New Delhi: Raghu Karnad, the chief of bureau at The Wire, has won the 2019 Windham-Campbell Prize in the non-fiction category for “combining forensic archival research with imaginative fire and unsettling national and colonial histories” in his book Farthest Field: An Indian Story of the Second World War (Harper Collins, 2016).
Karnad is among eight recipients of the prize this year. The awardees were announced live from London at an event co-presented with the Beinecke Rare Book and Manuscript Library at Stationers’ Hall.
The author previously won the 2016 Sahitya Akademi Yuva Puraskar (English) for his work.
This year’s recipients include Danielle McLaughlin (Ireland) and David Chariandy (Canada) in the fiction category; Karnad and Rebecca Solnit (US) in the non-fiction category; Ishion Hutchinson (Jamaica) and Kwame Dawes (Ghana/Jamaica/US) for poetry; and Young Jean Lee (United States) and Patricia Cornelius (Australia) for drama.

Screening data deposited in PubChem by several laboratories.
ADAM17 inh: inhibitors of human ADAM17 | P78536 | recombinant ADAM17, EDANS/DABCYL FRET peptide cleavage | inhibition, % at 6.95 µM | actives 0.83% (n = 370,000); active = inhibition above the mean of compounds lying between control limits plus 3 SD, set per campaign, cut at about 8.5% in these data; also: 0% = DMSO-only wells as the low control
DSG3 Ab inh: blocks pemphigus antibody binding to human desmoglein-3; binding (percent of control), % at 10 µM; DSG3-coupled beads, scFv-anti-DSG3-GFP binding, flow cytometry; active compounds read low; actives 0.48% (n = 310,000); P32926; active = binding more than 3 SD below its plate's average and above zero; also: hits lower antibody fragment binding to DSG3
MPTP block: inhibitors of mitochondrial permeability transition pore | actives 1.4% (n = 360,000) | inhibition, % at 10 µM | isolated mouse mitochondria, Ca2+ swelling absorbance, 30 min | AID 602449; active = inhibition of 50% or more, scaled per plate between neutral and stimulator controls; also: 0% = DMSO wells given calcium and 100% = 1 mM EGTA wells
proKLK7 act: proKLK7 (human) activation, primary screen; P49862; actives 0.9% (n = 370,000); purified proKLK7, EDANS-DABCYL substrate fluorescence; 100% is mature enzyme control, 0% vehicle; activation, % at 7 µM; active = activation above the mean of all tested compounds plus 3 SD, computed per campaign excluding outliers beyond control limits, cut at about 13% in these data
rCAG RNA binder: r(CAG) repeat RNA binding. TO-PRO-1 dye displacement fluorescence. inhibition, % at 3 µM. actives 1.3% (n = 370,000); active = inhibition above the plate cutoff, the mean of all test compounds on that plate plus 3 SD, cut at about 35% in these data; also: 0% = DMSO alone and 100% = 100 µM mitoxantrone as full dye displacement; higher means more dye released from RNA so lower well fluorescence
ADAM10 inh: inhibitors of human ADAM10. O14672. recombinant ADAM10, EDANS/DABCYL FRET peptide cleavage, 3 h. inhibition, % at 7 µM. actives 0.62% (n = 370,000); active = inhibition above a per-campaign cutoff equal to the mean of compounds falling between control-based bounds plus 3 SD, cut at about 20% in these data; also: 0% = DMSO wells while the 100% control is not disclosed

The winners will each receive $165,000 to support their writing.
Established in 2013, the Windham-Campbell Prizes are among the richest and most prestigious literary prizes. English language writers from anywhere in the world are eligible, and are nominated and judged anonymously.
Karnad’s book narrates a lost chapter in Indian history through the lives of five young people. The book was the end result of the evolution of an essay written in 2012 on the living traces of the Second World War in India’s north-east, which was the runner up in the inaugural Financial Times-Bodley Head essay competition.
The essay laid the foundation for Farthest Field, which was described by Simon Winchester in the New Statesman as “a book that will long survive, I suspect, as a masterpiece”.